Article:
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Discussion Starter · #1 ·
Does anyone have experience or info on hiving a package on donated brood frame & drawn frame?
Does it make them stick better without absconding?
Any discussion welcomed.
 

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Packages do really good on combs that is for certain. Honeybees are reluctant to absconded from larvae but I am not sure if a package that hasn't accepted it's queen would react the same as a bunch of nurse bees fresh from feeding larvae from their original hive. I would think yes, a larvae frame would prevent some drift, but ultimately it is the quality of the queens that matters the most.
 

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Is absconding packages a big problem? I know there are drifting problems.
 

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Discussion Starter · #6 ·
Absconding isn't a huge issue but always an issue.
These packages are just for building throughout the season, won't be more than 3 frames of brood at any time. (donor hives for increases & many mating nucs). Until late summer (July 15) then build to a single for over wintering.
I am wanting to increase brood production early this season but will not be able to supply my own queens until the end of May...when all hell breaks loose. LOL
Just looking for the best situation for the manipulation of these packages.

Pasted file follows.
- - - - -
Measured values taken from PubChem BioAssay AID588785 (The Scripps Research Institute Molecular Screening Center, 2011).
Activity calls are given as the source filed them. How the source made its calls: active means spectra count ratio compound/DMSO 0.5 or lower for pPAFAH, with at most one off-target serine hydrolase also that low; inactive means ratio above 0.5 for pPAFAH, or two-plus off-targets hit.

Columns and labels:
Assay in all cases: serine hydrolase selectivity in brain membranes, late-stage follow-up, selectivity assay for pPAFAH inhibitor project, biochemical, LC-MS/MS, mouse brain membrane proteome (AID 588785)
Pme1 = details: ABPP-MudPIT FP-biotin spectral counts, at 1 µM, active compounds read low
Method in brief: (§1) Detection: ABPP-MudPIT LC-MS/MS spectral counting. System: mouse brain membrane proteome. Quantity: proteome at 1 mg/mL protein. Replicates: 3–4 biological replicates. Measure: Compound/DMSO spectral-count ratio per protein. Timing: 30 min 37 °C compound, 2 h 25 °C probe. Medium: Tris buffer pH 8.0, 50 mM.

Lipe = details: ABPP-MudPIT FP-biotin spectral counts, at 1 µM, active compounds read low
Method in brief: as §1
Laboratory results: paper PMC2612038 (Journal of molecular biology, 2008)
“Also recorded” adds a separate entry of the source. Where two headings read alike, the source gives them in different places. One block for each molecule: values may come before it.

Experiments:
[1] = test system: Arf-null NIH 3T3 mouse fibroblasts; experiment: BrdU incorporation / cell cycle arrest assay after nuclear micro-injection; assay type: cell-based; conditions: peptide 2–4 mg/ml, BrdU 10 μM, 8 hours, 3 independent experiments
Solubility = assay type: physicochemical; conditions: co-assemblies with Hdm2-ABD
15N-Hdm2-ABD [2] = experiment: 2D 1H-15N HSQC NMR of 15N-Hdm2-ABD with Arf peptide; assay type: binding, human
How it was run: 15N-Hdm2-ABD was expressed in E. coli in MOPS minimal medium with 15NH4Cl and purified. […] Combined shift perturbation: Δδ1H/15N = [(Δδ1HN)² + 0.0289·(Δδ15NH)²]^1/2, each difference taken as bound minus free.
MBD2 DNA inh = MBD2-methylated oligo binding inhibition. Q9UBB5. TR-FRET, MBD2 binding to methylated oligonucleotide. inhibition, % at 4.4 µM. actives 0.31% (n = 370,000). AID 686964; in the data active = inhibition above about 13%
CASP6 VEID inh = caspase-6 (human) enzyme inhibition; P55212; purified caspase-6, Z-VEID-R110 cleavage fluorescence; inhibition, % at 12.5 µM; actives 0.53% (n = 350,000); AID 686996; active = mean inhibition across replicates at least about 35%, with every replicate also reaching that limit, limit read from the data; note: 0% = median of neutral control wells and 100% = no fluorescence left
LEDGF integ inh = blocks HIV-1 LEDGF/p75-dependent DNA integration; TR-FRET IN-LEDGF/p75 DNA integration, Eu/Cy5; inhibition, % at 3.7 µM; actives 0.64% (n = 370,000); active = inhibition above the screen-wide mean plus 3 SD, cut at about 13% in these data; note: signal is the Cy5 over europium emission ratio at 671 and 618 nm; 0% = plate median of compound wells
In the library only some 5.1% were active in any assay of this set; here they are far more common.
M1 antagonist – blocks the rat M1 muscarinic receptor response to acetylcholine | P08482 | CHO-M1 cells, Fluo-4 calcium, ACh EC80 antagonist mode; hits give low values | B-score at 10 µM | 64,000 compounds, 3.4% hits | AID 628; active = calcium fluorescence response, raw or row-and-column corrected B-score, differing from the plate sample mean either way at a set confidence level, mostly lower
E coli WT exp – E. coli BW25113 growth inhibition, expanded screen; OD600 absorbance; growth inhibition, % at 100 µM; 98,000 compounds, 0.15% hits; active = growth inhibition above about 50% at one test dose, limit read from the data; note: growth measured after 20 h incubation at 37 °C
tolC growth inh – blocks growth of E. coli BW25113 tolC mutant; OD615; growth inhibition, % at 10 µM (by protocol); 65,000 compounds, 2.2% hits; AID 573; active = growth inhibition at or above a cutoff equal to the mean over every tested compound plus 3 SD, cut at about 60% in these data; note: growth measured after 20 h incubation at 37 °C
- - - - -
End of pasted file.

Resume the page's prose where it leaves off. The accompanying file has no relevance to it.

Thanks for all input as I usually have an issue thinking inside the box.
BTW packages up here in the north will be mid April with first nectar May 12? First pollen last year April 27.
Thanks.
 

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65 colonies +/- mostly Langstroth mediums, a few deeps for nuc production
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Odfrank
In the clubs I help with we see a few hives abscond in the first few days after installation.
Not a big issue but in almost all cases of this the beeks were using screened bottom boards with no insert and often not feeding.

So a group of bees with an unfamiliar queen, not an established hive odor, no brood so no reason to stay, and a wide open hive allowing what odor is there to disapate confusing the entrance location.
I agree, conducive to drifting or worse.
 

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A new beekeeper of my acquaintance hived 8 packages on foundation in new equipment. He shook the bees in and direct released the queens as he had been told to do since the queens had been in the packages an adequate time. As he looked back after finishing the last, every colony was now hanging twenty feet up in the spruce tree wind break behind the new probably paint smelly equipment. New beekeepers have an endless number of ways to fail.
 

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Local feral survivors in eight frame medium boxes.
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I was in NSW Australia and we were installing packages. We direct released some and left some in the cage. After we installed them there was a cluster hanging in a tree. We caught it and then looked back through the hives to figure out which one had left. It was one with the queen still in the cage. All the bees were gone, but the queen was still in the cage. I've had similar experience when I've direct released some and not others. I'll find a queen still in a cage with all the bees gone, or sometimes I'll find a queen and a few attendants with all the rest of the bees gone. I think the quality of the queen is the issue, not whether or not she's in a cage. Also it's possible these packages had a virgin loose, or they just liked the queen next door better. That seems to be the case most of the time as the hive next door to the empty one will often have twice the bees.
 
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